A recent study (103 participants) was conducted to evaluate whether mustard foot baths improve the symptoms of patients with respiratory tract infections (RTI). The conclusion of the study could provide a first insight into a possible strategy to improve symptoms regarding RTI by using mustard seed foot baths.11 A hot mustard seed foot bath consists of a foot bath at 40° C to which three tablespoons of ground black mustard seeds have been added and stirred. The footbath must come above the ankle joints. It is applied for 7 minutes.
I typically recommend full body mustard baths, using 1-3 tablespoons of mustard seed powder such as Dr. Singha’s Mustard Bath, which includes aromatic essential oils, together with 1 cup of Epsom salts, 1 tablespoon of baking soda. The Epsom salts (magnesium sulfate) and the baking soda (sodium bicarbonate) can really help relieve the bone and muscle achiness.
Healing with Herbal Medicine
In closing, let us remember that healing with medicinal plants is as old as humankind itself. Plants respond to viruses using elaborate networks of genetic interactions. Plants also induce hypersensitive and systemic acquired resistance responses, which together, limit the virus to infected cells and impart resistance to the noninfected tissues.12
- Juliet J. Ray and Carl I. Schulman. Fever: suppress or let it ride?, J Thorac Dis. 2015 Dec; 7(12): E633–E636. doi: 10.3978/j.issn.2072-1439.2015.12.28
- Starko KM. Salicylates and pandemic influenza mortality, 1918–1919 pharmacology, pathology, and historic evidence. Clinical Infectious Diseases. 15 November 2009;49(9):1405-1410. https://academic.oup.com/cid/article/49/9/1405/301441.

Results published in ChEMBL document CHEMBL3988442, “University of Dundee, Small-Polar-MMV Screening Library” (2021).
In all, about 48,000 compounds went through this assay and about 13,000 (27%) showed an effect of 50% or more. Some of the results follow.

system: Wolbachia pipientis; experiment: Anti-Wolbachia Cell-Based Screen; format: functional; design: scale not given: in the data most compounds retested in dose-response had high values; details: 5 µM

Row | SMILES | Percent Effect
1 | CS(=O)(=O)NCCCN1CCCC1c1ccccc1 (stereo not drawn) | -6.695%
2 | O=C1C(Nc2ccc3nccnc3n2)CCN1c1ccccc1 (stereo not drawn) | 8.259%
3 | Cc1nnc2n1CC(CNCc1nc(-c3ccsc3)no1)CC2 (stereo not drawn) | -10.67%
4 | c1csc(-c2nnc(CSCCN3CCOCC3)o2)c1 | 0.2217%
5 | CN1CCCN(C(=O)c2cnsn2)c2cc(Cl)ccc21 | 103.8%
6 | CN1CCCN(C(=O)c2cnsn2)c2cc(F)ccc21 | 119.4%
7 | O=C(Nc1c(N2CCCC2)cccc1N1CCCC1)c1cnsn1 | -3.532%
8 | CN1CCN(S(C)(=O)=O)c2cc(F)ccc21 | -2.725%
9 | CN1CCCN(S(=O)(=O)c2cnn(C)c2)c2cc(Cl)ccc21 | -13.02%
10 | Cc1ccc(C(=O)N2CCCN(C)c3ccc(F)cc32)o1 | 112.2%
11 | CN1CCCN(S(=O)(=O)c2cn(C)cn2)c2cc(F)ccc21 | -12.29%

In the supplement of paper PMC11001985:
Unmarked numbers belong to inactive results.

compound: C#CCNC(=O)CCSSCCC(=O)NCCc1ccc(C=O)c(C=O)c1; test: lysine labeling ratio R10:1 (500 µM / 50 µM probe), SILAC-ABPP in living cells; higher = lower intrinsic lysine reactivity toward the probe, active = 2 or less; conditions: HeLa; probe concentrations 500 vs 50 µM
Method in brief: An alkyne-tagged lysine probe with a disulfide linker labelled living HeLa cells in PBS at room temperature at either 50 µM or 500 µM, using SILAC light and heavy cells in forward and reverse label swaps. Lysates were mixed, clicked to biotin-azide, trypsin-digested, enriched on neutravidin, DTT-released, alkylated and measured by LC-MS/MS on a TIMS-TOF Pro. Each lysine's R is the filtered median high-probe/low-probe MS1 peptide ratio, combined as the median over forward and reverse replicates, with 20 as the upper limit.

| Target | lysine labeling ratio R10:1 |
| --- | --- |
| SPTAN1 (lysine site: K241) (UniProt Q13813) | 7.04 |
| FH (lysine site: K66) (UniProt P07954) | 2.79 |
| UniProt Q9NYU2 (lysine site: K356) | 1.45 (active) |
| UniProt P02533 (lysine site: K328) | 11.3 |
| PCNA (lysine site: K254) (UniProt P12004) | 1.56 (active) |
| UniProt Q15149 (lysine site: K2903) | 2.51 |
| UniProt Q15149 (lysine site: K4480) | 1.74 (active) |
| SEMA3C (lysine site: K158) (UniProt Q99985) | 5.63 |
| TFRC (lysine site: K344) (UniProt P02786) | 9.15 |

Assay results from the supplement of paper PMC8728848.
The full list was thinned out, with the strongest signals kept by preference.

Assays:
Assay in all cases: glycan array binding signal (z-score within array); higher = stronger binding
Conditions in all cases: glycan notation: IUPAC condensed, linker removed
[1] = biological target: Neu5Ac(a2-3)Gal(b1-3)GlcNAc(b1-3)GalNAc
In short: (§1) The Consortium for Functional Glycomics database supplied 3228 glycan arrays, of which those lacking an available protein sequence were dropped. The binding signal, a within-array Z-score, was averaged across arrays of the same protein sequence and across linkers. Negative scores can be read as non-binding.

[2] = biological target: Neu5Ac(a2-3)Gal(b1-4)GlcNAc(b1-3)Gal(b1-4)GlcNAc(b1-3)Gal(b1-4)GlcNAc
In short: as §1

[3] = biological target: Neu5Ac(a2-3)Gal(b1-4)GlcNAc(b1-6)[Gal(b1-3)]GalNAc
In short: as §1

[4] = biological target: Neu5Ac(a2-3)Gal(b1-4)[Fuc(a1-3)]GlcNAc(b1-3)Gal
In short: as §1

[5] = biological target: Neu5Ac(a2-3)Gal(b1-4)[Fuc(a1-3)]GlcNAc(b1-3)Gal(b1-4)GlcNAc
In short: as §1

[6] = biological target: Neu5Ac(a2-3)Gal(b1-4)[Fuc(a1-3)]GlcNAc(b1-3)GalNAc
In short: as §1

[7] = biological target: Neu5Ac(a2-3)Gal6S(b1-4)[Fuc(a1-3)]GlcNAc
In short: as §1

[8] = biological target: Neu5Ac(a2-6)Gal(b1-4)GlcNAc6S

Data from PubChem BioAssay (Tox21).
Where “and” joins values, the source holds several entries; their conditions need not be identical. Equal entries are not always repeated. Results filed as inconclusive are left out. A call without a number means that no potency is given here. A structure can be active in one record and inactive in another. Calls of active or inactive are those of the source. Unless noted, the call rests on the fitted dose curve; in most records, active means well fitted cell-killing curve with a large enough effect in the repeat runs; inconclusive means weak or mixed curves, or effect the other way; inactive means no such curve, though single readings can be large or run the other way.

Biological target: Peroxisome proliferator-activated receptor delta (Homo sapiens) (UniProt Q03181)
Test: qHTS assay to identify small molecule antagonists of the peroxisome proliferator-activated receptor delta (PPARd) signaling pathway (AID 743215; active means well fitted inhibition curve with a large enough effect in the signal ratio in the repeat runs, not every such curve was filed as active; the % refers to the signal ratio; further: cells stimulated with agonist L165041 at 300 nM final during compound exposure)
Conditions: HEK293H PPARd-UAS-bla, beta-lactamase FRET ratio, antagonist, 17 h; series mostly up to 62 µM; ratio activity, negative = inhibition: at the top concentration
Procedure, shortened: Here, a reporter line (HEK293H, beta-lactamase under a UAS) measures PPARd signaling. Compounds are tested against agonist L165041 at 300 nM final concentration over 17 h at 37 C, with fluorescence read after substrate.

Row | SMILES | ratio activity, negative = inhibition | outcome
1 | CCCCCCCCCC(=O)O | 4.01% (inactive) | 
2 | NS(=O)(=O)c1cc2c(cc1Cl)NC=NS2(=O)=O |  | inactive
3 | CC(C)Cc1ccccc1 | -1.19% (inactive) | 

- Starko KM, Ray GC, Dominguez LB, Stromberg WL, Woodall DF., Reye’s syndrome and salicylate use. Pediatrics 1980;66:859-64.
- Waldman RJ, Hall WN, McGee H, Van Amburg G. Aspirin as a risk factor in Reye’s syndrome. JAMA 1982;247:3089-94.
- Halpin TJ, Holtzhauer FJ, Campbell RJ, et al. Reye’s syndrome and medication use. JAMA 1982;248:687-91.
- Belay ED, Bresee JS, Holman RC, Khan AS, Shahriari A, Schonberger LB. Reye’s syndrome in the United States from 1981 through 1997. N Engl J Med1999;340:1377-82.
- Schulman CI, Namias N, Doherty J, Manning RJ, Li P, Elhaddad A, Lasko D, Amortegui J, Dy CJ, Dlugasch L, Baracco G, Cohn SM., The effect of antipyretic therapy upon outcomes in critically ill patients: a randomized, prospective study. Surg Infect (Larchmt). 2005 Winter; 6(4):369-75.
- Thurston, J. M., M.D. The Philosophy of Physiomedicalism: its theorem, corollary, and laws of application for the cure of disease (1900), pg 17., RICHMOND, INDIANA NICHOLSON PRINTING & MFG. CO.
- C. V. Harper, D. J. Woodcock, C. Lam, M. Garcia-Albornoz, A. Adamson, L. Ashall, W. Rowe, P. Downton, L. Schmidt, S. West, D. G. Spiller, D. A. Rand, M. R. H. White. Temperature regulates NF-κB dynamics and function through timing of A20 transcription. Proceedings of the National Academy of Sciences, 2018; 201803609 DOI: 10.1073/pnas.1803609115.
- Lowen, A.C., S. Mubareka, J. Steel, and P. Palese. 2007. Influenza Virus Transmission Is Dependent on Relative Humidity and Temperature. PLOS Pathogens. 3(10):e151.
- Katja Goetz ,1 Aune Hinz,1,2 Jost Steinh¨auser,1 and Ulrich von Rath, Use of Mustard Seed Footbaths for Respiratory Tract Infections: A Pilot Study, Hindawi Evidence-Based Complementary and Alternative Medicine Volume 2020, Article ID 5648560, 6 pages, https://doi.org/10.1155/2020/5648560.
- Kranthi K. Mandadi and Karen-Beth G. Scholthof, Plant Immune Responses Against Viruses: How Does a Virus Cause Disease?, The Plant Cell May 2013, 25 (5) 1489-1505; DOI: https://doi.org/10.1105/tpc.113.111658.